Republican Reps. Gary Parry of Colstrip and Ed Butcher of Winifred asked about the costs of crossing structures and whether any were under consideration now.

David Smith of the Montana Contractors Association said a wildlife overpass runs about $1 million, although underpasses - large culverts or bridges - cost less. In Montana, the vast majority of crossings are underpasses with the only overpass being on the Flathead Reservation.

Even though Flynn said the federal crossing money was “just a distraction,” the 41 underpasses on the Flathead Reservation wouldn’t have been built without federal funding, because MDT doesn’t have the extra funds to pay for wildlife crossings. Even so, MDT opposed the bonding for the Flathead Reservation project, which Governor Judy Martz finally pushed through in the early 2000s.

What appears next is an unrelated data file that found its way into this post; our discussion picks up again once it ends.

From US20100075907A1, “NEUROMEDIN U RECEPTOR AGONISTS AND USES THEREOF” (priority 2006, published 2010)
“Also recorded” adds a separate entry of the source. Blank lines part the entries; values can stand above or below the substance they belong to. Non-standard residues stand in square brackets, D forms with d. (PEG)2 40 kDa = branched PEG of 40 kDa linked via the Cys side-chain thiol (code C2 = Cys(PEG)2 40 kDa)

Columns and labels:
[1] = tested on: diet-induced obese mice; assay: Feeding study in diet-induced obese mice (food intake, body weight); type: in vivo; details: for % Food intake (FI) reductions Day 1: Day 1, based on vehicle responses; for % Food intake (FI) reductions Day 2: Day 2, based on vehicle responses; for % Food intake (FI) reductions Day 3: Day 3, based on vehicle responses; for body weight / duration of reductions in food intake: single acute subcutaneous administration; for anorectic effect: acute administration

The existing structures were built between 2005 and 2010, but a 10-mile stretch of Highway 93 through the Ninepipe Wildlife Management Area remains unfinished due to a lack of funds.

East of Bozeman, biologist Lance Craighead has been lobbying to get crossing structures beneath Interstate 90 to enable wildlife to move between the Greater Yellowstone and points north. His 10-year study found that 2,300 animals met their end on a 23-mile stretch of the highway.

Craighead was able to get one structure at Bear Canyon in the mid-2000s because MDT was already rebuilding a bridge there. And that’s the problem with MDT - it won’t build a crossing structure unless it’s concurrently working on a road project.

Another snag is that land on both sides of a road have to be either public land or land with conservation easements because MDT doesn’t want to build a crossing that could funnel wildlife into a future subdivision.